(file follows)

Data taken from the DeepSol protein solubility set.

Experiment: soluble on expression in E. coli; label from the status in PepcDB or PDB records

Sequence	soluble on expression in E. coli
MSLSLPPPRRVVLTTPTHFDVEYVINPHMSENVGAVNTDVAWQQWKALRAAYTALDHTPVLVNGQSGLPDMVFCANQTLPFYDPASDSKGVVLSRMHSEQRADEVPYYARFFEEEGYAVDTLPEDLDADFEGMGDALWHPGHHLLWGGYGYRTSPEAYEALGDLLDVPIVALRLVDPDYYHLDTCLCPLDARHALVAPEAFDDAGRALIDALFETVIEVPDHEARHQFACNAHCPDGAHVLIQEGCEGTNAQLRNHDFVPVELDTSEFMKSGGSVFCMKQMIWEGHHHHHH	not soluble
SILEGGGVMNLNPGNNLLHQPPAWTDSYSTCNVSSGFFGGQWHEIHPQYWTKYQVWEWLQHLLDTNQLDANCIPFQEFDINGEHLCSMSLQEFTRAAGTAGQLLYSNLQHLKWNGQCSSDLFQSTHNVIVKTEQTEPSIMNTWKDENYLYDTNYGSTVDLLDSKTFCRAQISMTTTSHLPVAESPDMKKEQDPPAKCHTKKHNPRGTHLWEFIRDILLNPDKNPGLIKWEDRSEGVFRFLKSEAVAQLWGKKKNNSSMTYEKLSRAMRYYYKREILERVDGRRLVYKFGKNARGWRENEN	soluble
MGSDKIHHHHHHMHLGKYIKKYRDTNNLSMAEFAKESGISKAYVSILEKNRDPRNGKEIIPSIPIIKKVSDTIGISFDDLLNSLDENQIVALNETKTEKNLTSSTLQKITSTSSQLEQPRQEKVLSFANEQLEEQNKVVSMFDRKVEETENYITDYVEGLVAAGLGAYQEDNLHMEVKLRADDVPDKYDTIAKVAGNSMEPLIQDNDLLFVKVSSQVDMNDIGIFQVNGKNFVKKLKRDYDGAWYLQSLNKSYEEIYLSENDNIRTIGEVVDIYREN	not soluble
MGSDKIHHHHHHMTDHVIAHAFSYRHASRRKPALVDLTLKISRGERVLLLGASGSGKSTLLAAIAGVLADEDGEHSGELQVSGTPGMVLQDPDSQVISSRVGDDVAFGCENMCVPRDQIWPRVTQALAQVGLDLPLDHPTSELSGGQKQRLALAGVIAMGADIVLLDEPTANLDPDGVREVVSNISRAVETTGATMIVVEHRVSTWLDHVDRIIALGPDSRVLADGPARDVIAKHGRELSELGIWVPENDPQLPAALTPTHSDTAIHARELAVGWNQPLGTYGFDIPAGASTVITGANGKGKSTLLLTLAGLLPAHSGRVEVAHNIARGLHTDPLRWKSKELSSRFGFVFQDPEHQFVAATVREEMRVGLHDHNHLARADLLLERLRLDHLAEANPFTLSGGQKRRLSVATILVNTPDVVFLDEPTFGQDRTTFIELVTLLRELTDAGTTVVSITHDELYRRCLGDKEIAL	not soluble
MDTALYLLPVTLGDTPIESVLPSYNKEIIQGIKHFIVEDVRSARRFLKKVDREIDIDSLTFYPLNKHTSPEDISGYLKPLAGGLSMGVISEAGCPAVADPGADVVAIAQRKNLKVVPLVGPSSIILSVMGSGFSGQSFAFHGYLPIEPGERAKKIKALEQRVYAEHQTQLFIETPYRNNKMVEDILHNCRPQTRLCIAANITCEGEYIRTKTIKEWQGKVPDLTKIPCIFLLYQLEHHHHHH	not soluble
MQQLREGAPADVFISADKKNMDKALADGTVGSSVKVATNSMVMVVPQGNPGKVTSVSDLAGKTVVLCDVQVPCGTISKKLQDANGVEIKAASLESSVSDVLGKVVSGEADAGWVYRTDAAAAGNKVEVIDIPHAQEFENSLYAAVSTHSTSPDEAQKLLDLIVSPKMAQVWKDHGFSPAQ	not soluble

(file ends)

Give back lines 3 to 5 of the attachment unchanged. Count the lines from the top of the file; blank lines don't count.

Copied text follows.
Sequence	soluble on expression in E. coli
MSLSLPPPRRVVLTTPTHFDVEYVINPHMSENVGAVNTDVAWQQWKALRAAYTALDHTPVLVNGQSGLPDMVFCANQTLPFYDPASDSKGVVLSRMHSEQRADEVPYYARFFEEEGYAVDTLPEDLDADFEGMGDALWHPGHHLLWGGYGYRTSPEAYEALGDLLDVPIVALRLVDPDYYHLDTCLCPLDARHALVAPEAFDDAGRALIDALFETVIEVPDHEARHQFACNAHCPDGAHVLIQEGCEGTNAQLRNHDFVPVELDTSEFMKSGGSVFCMKQMIWEGHHHHHH	not soluble
SILEGGGVMNLNPGNNLLHQPPAWTDSYSTCNVSSGFFGGQWHEIHPQYWTKYQVWEWLQHLLDTNQLDANCIPFQEFDINGEHLCSMSLQEFTRAAGTAGQLLYSNLQHLKWNGQCSSDLFQSTHNVIVKTEQTEPSIMNTWKDENYLYDTNYGSTVDLLDSKTFCRAQISMTTTSHLPVAESPDMKKEQDPPAKCHTKKHNPRGTHLWEFIRDILLNPDKNPGLIKWEDRSEGVFRFLKSEAVAQLWGKKKNNSSMTYEKLSRAMRYYYKREILERVDGRRLVYKFGKNARGWRENEN	soluble